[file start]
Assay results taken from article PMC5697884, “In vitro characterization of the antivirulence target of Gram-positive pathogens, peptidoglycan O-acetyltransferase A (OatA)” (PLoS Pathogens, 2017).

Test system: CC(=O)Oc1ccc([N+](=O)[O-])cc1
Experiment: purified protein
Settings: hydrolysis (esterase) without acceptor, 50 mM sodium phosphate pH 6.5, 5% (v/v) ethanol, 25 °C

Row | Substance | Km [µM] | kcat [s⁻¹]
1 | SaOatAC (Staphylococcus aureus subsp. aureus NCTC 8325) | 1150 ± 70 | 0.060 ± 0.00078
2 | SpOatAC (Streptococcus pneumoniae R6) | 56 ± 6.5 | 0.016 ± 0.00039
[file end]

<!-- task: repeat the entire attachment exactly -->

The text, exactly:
Assay results taken from article PMC5697884, “In vitro characterization of the antivirulence target of Gram-positive pathogens, peptidoglycan O-acetyltransferase A (OatA)” (PLoS Pathogens, 2017).

Test system: CC(=O)Oc1ccc([N+](=O)[O-])cc1
Experiment: purified protein
Settings: hydrolysis (esterase) without acceptor, 50 mM sodium phosphate pH 6.5, 5% (v/v) ethanol, 25 °C

Row | Substance | Km [µM] | kcat [s⁻¹]
1 | SaOatAC (Staphylococcus aureus subsp. aureus NCTC 8325) | 1150 ± 70 | 0.060 ± 0.00078
2 | SpOatAC (Streptococcus pneumoniae R6) | 56 ± 6.5 | 0.016 ± 0.00039